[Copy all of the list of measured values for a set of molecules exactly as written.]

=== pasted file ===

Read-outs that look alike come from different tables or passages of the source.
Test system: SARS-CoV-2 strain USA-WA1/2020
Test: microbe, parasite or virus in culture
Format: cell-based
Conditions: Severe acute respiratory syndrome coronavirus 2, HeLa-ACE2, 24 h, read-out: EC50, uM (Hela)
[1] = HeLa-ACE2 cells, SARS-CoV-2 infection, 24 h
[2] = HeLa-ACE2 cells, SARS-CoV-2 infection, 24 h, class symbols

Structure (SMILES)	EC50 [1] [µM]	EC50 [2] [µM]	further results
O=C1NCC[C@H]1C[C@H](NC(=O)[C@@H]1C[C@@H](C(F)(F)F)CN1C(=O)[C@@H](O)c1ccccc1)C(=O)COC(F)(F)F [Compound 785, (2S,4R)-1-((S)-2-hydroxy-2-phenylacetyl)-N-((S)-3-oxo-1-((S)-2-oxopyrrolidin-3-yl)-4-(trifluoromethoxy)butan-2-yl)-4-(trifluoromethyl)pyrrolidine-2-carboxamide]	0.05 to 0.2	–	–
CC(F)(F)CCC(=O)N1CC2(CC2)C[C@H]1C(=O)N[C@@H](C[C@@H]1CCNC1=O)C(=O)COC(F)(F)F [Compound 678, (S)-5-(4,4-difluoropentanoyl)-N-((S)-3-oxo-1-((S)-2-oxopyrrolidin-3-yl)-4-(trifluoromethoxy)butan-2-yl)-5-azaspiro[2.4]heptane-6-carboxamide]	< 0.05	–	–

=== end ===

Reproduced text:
Read-outs that look alike come from different tables or passages of the source.
Test system: SARS-CoV-2 strain USA-WA1/2020
Test: microbe, parasite or virus in culture
Format: cell-based
Conditions: Severe acute respiratory syndrome coronavirus 2, HeLa-ACE2, 24 h, read-out: EC50, uM (Hela)
[1] = HeLa-ACE2 cells, SARS-CoV-2 infection, 24 h
[2] = HeLa-ACE2 cells, SARS-CoV-2 infection, 24 h, class symbols

Structure (SMILES)	EC50 [1] [µM]	EC50 [2] [µM]	further results
O=C1NCC[C@H]1C[C@H](NC(=O)[C@@H]1C[C@@H](C(F)(F)F)CN1C(=O)[C@@H](O)c1ccccc1)C(=O)COC(F)(F)F [Compound 785, (2S,4R)-1-((S)-2-hydroxy-2-phenylacetyl)-N-((S)-3-oxo-1-((S)-2-oxopyrrolidin-3-yl)-4-(trifluoromethoxy)butan-2-yl)-4-(trifluoromethyl)pyrrolidine-2-carboxamide]	0.05 to 0.2	–	–
CC(F)(F)CCC(=O)N1CC2(CC2)C[C@H]1C(=O)N[C@@H](C[C@@H]1CCNC1=O)C(=O)COC(F)(F)F [Compound 678, (S)-5-(4,4-difluoropentanoyl)-N-((S)-3-oxo-1-((S)-2-oxopyrrolidin-3-yl)-4-(trifluoromethoxy)butan-2-yl)-5-azaspiro[2.4]heptane-6-carboxamide]	< 0.05	–	–